Things get a more complicated when it turns out that Shannon's sister Megan, who hasn't been out of rehab for very long, knew the dead man.  They had been in rehab together, so the victim was also a pretty sketchy guy.  Megan was fleeing yet another abusive relationship when she asked Shannon to take her in.  When Megan's boyfriend also turns up dead, the police begin to question whether the Frasier sisters don't know more than they're telling.  An interesting complication occurs when the investigating officer seems to have more than a professional interest in Shannnon.

Eventually, the mysterious caller makes personal contact in frightening and increasingly violent ways.  Mark urges Shannon to get a gun, but given her tragic history with firearms, she's unwilling to consider the subject.  All of this stress also begins to take a toll on her professional life as well.

The book did lead up to a pretty thrilling conclusion, and the story moved along at a rapid pace.  Shannon's relationship with Mark, who is much more religious than she is (even with a pastor as a father!) also develops in an interesting manner.  The two shootings (the boyfriend and the front lawn guy) are both sort of glossed over and not really explored much, to my mind.  Of course, those are sort of peripheral events, but still, I would have liked them to be explained and tied up in a neater fashion.  That's a small quibble with an otherwise enjoyable and suspenseful read!

Disclaimer:  I received a copy of Critical Condition from BookLook Bloggers in exchange for this review.

Tuesday, April 15, 2014

When I first read about the Burley Cross Postbox Theft, it sounded like a book for me.  A postbox is vandalized and the letters found discarded in a yard in a sleepy English village.  The police must investigate to figure out what happened and who is responsible.  Because quite a large number of letters have been left behind, the police must attempt to determine what is missing and why.  For some reason, the police investigators decide that they must read all of the recovered letters.

Unfortunately, the entire book consists of letters, both from the police and the residents.  This wouldn't be a problem, except that there are SO MANY of them, and most of the writers have an annoying tendency to ramble, put in lots of unnecessary asides (one even has footnotes) and otherwise lead the reader far, far from the story.  There are so many letters that it's basically impossible to keep all the people in the story straight, without some sort of diagram or chart of the village and who lives where.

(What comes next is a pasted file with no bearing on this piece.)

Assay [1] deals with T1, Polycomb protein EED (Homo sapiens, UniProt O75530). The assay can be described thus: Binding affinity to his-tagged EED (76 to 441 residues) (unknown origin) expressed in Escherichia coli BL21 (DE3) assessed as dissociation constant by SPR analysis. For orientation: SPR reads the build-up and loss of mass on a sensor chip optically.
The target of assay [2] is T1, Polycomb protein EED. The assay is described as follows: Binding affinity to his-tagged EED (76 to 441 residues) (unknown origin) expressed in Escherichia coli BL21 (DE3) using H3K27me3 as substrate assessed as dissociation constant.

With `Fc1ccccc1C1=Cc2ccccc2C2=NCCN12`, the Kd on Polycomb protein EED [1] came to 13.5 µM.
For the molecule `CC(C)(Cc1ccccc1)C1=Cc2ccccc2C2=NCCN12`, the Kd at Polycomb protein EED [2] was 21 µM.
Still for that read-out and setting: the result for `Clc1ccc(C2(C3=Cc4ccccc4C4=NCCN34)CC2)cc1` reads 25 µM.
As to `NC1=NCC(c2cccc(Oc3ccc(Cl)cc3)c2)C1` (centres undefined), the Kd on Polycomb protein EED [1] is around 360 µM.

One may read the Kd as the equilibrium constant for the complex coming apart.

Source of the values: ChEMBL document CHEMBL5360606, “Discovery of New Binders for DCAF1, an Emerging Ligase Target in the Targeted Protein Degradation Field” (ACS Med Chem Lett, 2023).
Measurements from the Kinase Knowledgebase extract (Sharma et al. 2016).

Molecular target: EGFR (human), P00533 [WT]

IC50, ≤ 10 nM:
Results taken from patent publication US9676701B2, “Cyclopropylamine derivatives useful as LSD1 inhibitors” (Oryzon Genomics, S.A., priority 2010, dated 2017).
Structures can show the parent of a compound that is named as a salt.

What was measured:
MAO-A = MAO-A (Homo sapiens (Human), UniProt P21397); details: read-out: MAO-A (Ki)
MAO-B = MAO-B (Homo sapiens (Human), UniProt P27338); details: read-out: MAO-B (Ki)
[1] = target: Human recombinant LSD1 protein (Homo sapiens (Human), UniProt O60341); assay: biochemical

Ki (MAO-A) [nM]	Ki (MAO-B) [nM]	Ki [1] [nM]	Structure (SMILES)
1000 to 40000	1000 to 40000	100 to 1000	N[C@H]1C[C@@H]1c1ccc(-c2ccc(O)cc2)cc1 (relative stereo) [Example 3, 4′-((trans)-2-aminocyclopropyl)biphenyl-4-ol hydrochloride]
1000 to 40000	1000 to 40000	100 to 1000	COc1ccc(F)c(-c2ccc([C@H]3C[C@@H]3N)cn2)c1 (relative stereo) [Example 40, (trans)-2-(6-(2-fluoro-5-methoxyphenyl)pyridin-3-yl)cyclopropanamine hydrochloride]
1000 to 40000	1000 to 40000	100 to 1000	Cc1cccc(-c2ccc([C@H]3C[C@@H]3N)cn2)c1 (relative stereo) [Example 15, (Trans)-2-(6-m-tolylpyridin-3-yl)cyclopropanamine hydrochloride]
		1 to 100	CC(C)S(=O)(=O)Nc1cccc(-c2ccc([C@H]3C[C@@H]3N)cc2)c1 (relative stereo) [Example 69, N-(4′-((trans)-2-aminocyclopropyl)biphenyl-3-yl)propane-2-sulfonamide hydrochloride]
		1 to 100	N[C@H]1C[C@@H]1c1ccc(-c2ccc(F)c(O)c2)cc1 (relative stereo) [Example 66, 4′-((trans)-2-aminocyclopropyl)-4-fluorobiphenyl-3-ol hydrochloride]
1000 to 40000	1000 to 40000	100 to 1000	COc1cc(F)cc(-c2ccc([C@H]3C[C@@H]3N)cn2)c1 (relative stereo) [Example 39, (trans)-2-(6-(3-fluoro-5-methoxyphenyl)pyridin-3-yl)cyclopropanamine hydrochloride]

Once the mystery of the burgled postbox is finally revealed, of course it transpires that the vast majority of letters had nothing to do with the theft, but rather, I suppose, were an effort to demonstrate the intense rivalries, jealousies and gossip that takes place in a small town.  I would have liked more story and fewer characters to keep track of.  Some of the letters were amusing, but still, there were simply too many of them!  The events in the story take place around Christmas time in 2006, but even so, I would think that people had somewhat slowed down in the posting of letters by that time.

Final Verdict for Burley Cross Postbox Theft:    Two Gherkins, for being a mildly amusing but wildly confusing account of a small-time crime in an awfully wordy village

Friday, April 11, 2014

Most of us who had a brush with going to prison would choose to run as far away from it as possible and never look back.  When Brenda Spahn faced the prospect of a long jail term, she made a pact with God:  if she could avoid prison, she would spend the rest of her life doing his work.  The book Miss Brenda and the Loveladies tells the story of what happened when Miss Brenda decided to devote her life to helping women newly released from prison.

Before her brush with the wrong side of the law, Brenda Spahn seemed to have it all:  a flourishing business, wonderful children, a new successful husband, several expensive houses, and more clothes than she could ever possibly wear.  Having grown up in poverty, she had made a vow to be successful, and she had succeeded beyond her wildest dreams.  When one of her business associates was arrested and facing jail time, she claimed that Brenda was falsifying returns in her tax preparation business.  The authorities didn't do much investigating (from Brenda's perspective), but just came in and started putting her entire family under a microscope.  She finally agreed to a plea bargain which allowed her to stay out of jail, but which also meant she had lost much of what she'd spent her life building up.